Number in Saudi Arabic: Acquisition and Child-Directed Speech

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This thesis treats the acquisition of the Arabic number system, a complex system consisting of Singular, Dual, and several Plural forms. The research consists of two parts: (i) a study of Saudi Arabic parental speech directed to children aged 2 to 4 years old; (ii) a separate study of 2-to-6-year-old children’s comprehension and production of Arabic number-marking. The main findings of part (i) are that the parents use the Singular form more extensively than the other forms. They avoid using Dual and Masculine Sound Plural forms in speech to young children. Parents also produce ungrammatical speech. These results contradict claims that parents’ speech to children is always well-formed. The data for part (ii) was collected via a comprehension study (picture-pointing task) and a production study (picture-based elicitation task). These data were analysed quantitatively and qualitatively. The main results of the children’s data are: the Singular form is mastered before the Dual and Plural forms; among the non-singular forms, the Feminine Sound Plural is understood and produced before the other forms. The Dual form is the most difficult category for the children to acquire. Saudi children, like children learning other dialects of Arabic, master the Saudi Arabic number system late in comparison to the early emergence of number in other languages. In addition, the acquisition of the number system is slow and incremental. Analysis of parental speech suggests that input helps to explain these patterns. Importantly, the error analysis of production data shows that the children creatively used non-target expressions to express number meanings. Learning Arabic number involves pattern-detection and rule learning, not merely rote memorization of forms.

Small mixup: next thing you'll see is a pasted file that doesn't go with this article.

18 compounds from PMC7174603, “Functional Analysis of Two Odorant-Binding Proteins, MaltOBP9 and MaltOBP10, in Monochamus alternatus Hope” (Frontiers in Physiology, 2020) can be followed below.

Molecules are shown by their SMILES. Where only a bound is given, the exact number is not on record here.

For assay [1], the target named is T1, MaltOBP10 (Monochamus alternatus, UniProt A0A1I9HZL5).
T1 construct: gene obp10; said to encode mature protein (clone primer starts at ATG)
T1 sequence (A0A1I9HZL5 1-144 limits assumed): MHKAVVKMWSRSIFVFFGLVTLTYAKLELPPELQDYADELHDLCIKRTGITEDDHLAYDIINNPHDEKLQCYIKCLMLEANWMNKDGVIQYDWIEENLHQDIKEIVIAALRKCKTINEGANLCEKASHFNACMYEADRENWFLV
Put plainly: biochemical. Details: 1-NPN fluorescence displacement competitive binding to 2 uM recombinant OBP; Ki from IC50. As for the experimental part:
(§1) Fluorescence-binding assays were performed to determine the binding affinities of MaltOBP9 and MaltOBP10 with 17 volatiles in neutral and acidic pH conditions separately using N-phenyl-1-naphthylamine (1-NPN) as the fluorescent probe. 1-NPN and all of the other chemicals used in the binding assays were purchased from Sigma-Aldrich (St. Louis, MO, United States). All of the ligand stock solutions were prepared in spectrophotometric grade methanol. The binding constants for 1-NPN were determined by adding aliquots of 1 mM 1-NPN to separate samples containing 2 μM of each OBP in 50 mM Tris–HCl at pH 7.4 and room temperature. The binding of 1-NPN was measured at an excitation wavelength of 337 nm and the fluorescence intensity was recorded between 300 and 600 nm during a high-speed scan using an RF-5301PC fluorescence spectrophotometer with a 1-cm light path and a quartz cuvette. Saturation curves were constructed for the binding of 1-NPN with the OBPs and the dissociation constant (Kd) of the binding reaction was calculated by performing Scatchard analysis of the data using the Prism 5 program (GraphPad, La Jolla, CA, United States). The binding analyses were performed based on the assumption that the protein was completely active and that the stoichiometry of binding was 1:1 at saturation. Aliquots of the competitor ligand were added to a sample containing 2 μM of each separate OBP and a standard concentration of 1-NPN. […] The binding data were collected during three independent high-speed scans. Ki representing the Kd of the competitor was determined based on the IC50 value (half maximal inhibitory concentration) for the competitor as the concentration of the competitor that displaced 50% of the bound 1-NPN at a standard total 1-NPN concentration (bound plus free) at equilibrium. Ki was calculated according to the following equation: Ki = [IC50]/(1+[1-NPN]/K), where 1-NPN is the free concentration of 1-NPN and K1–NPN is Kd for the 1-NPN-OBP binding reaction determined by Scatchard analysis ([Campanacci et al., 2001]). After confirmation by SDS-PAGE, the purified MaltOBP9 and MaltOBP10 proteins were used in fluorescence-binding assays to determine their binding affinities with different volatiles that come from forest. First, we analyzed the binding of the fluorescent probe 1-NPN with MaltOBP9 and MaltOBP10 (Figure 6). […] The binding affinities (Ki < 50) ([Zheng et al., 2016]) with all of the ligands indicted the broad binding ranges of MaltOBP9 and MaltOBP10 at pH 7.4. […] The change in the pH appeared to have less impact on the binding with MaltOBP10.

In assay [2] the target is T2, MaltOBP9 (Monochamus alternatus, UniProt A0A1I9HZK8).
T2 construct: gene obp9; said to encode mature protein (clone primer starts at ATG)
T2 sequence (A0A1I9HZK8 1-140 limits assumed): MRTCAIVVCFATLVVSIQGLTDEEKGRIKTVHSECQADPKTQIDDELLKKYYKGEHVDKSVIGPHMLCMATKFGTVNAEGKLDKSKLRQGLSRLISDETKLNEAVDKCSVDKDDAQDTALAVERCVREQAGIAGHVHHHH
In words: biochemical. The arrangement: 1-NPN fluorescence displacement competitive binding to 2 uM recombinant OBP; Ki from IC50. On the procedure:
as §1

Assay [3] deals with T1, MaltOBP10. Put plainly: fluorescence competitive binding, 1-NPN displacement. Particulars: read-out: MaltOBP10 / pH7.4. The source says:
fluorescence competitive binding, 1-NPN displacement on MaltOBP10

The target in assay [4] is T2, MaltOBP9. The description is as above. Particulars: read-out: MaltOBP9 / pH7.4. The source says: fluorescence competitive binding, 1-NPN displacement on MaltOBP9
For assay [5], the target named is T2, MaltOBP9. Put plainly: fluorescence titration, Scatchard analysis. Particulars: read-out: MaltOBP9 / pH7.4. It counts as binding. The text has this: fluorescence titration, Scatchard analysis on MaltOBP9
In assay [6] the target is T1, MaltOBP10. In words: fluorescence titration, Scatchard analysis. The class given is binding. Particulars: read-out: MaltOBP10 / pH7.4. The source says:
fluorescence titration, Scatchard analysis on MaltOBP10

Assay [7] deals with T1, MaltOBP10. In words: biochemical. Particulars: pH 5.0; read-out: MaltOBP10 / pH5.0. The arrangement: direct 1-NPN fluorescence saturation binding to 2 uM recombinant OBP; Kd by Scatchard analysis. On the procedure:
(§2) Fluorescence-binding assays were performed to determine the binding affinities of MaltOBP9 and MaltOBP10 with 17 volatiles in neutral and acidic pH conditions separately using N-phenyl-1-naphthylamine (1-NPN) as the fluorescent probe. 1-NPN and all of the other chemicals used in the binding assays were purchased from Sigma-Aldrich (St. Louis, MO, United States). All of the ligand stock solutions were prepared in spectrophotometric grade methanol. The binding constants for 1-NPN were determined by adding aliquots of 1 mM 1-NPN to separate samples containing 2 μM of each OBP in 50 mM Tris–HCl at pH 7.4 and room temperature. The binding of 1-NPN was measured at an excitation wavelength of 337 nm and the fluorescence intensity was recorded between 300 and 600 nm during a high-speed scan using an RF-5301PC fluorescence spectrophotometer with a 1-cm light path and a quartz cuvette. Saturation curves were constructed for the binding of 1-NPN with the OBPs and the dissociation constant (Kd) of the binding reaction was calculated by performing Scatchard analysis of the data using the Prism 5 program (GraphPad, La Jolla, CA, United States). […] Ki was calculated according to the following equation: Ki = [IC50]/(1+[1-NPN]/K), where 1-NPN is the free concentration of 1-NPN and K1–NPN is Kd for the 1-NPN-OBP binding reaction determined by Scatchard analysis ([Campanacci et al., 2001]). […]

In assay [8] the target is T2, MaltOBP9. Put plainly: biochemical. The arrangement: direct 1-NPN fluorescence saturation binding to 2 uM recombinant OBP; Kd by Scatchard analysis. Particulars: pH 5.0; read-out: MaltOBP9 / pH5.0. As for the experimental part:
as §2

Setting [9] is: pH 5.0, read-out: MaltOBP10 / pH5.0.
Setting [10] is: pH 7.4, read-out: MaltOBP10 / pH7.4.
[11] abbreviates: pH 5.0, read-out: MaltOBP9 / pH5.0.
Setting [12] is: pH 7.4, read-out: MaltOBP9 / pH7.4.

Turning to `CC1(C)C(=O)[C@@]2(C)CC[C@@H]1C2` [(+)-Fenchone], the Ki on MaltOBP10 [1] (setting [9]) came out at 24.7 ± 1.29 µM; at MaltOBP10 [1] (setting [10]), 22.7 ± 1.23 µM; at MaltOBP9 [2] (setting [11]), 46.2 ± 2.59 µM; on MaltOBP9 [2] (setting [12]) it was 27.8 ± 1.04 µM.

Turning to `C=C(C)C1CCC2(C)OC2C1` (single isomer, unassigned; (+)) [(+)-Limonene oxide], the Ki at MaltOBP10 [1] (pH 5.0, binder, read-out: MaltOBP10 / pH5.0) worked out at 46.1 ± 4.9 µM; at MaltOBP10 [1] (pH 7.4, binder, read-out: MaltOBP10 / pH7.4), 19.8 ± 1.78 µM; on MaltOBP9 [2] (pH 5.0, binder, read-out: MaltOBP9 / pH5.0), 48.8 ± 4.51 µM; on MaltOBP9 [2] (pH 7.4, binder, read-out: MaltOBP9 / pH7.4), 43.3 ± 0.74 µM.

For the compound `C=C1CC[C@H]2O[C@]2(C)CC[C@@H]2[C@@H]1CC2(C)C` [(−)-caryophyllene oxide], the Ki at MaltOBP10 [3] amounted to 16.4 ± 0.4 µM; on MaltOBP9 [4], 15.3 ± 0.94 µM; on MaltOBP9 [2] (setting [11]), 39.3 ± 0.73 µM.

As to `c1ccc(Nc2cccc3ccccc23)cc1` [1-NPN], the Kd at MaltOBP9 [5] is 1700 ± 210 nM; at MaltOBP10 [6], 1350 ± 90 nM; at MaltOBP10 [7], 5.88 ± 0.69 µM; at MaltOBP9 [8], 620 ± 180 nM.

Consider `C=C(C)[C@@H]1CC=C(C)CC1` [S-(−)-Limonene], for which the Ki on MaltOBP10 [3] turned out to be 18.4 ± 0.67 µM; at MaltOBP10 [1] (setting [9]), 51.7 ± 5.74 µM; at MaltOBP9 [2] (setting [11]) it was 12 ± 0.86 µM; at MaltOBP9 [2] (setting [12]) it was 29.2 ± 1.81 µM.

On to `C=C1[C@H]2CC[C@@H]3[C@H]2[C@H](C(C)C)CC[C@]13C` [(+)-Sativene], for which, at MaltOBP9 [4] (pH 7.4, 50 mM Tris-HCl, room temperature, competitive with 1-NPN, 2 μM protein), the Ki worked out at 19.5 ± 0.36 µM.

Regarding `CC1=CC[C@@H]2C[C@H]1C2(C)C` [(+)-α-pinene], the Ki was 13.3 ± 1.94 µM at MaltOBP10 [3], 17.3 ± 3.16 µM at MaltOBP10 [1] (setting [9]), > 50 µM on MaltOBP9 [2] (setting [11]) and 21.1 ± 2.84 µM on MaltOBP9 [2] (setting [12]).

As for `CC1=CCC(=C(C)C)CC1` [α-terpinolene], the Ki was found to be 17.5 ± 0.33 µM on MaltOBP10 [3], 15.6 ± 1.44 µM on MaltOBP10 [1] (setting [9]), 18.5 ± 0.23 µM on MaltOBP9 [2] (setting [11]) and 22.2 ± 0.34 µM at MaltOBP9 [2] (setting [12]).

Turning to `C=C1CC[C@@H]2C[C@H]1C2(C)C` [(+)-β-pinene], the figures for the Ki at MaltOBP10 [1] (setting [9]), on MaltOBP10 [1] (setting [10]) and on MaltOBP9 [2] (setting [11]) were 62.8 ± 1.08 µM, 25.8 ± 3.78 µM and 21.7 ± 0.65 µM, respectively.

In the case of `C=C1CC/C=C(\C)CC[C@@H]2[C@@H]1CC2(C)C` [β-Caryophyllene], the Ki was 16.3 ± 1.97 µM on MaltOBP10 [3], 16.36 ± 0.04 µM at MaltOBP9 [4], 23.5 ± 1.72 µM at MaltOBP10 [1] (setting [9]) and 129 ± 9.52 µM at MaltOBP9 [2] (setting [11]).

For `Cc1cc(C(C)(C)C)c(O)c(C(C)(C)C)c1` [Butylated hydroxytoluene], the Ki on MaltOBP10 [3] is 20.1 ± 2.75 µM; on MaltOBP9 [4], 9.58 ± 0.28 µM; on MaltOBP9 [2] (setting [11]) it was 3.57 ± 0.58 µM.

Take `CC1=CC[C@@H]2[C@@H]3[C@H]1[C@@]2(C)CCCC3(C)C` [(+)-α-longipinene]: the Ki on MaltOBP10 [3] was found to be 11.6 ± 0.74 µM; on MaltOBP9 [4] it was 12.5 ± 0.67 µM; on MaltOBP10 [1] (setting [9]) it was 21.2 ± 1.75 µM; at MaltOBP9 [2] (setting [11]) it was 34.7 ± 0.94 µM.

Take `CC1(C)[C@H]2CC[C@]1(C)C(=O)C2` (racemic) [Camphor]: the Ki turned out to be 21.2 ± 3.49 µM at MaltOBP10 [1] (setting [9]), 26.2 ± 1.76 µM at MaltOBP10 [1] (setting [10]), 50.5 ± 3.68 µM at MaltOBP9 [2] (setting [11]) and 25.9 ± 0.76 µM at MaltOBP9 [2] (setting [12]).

Alqahtani, S. M. (2016). Number in Saudi Arabic: Acquisition and Child-Directed Speech (Doctoral thesis, University of Calgary, Calgary, Canada). Retrieved from doi:10.11575/PRISM/27139